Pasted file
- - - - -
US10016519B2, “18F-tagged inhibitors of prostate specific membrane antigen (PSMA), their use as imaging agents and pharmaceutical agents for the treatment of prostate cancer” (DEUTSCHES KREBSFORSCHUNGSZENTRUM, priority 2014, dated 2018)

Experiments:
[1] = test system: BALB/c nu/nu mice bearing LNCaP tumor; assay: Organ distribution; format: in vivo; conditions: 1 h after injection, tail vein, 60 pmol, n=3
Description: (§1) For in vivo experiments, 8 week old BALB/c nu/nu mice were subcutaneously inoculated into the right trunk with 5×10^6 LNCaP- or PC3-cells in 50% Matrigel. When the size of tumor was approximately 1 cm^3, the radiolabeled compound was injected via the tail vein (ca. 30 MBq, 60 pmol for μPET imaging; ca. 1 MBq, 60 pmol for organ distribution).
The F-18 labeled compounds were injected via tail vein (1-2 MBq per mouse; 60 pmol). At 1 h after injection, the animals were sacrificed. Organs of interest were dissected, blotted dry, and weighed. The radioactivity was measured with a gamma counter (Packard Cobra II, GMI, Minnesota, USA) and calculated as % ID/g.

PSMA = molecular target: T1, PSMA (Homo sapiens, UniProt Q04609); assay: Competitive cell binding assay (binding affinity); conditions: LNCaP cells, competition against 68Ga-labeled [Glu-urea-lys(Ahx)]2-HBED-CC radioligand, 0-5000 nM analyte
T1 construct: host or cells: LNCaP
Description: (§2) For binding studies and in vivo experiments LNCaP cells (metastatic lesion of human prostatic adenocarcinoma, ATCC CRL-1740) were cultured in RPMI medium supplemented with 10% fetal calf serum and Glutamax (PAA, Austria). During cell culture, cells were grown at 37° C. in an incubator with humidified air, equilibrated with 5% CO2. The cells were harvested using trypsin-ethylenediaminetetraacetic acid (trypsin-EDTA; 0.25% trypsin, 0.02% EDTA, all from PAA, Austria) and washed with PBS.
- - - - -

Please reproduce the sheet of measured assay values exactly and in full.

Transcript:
US10016519B2, “18F-tagged inhibitors of prostate specific membrane antigen (PSMA), their use as imaging agents and pharmaceutical agents for the treatment of prostate cancer” (DEUTSCHES KREBSFORSCHUNGSZENTRUM, priority 2014, dated 2018)

Experiments:
[1] = test system: BALB/c nu/nu mice bearing LNCaP tumor; assay: Organ distribution; format: in vivo; conditions: 1 h after injection, tail vein, 60 pmol, n=3
Description: (§1) For in vivo experiments, 8 week old BALB/c nu/nu mice were subcutaneously inoculated into the right trunk with 5×10^6 LNCaP- or PC3-cells in 50% Matrigel. When the size of tumor was approximately 1 cm^3, the radiolabeled compound was injected via the tail vein (ca. 30 MBq, 60 pmol for μPET imaging; ca. 1 MBq, 60 pmol for organ distribution).
The F-18 labeled compounds were injected via tail vein (1-2 MBq per mouse; 60 pmol). At 1 h after injection, the animals were sacrificed. Organs of interest were dissected, blotted dry, and weighed. The radioactivity was measured with a gamma counter (Packard Cobra II, GMI, Minnesota, USA) and calculated as % ID/g.

PSMA = molecular target: T1, PSMA (Homo sapiens, UniProt Q04609); assay: Competitive cell binding assay (binding affinity); conditions: LNCaP cells, competition against 68Ga-labeled [Glu-urea-lys(Ahx)]2-HBED-CC radioligand, 0-5000 nM analyte
T1 construct: host or cells: LNCaP
Description: (§2) For binding studies and in vivo experiments LNCaP cells (metastatic lesion of human prostatic adenocarcinoma, ATCC CRL-1740) were cultured in RPMI medium supplemented with 10% fetal calf serum and Glutamax (PAA, Austria). During cell culture, cells were grown at 37° C. in an incubator with humidified air, equilibrated with 5% CO2. The cells were harvested using trypsin-ethylenediaminetetraacetic acid (trypsin-EDTA; 0.25% trypsin, 0.02% EDTA, all from PAA, Austria) and washed with PBS.